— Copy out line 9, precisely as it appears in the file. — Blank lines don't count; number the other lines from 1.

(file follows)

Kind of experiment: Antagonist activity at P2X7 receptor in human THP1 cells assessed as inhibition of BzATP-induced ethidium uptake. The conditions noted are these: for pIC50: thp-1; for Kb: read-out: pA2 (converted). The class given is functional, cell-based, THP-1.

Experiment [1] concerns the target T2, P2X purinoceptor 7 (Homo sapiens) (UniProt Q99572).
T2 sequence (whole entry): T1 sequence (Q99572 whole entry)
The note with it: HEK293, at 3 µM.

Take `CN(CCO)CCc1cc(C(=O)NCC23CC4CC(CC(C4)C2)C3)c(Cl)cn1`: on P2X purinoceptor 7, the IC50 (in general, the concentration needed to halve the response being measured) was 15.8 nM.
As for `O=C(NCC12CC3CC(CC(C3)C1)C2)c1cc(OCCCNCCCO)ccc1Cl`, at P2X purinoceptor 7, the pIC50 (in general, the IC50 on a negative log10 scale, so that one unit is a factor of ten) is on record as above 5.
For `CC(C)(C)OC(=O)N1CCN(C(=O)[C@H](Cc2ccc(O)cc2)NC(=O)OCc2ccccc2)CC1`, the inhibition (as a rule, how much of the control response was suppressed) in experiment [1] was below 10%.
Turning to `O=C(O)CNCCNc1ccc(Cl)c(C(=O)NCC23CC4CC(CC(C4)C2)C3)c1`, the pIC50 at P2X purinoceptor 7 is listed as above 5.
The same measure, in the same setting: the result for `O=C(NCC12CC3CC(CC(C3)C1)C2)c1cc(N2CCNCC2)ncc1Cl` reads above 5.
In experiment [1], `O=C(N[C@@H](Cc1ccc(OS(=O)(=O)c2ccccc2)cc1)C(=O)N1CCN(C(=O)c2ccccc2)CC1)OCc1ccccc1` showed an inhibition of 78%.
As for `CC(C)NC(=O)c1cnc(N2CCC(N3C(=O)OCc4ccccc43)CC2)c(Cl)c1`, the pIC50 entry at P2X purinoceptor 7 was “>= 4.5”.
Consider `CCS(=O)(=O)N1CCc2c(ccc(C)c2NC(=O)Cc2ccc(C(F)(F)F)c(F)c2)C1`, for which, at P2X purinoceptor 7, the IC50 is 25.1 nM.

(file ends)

The same measure, in the same setting: the result for `O=C(NCC12CC3CC(CC(C3)C1)C2)c1cc(N2CCNCC2)ncc1Cl` reads above 5.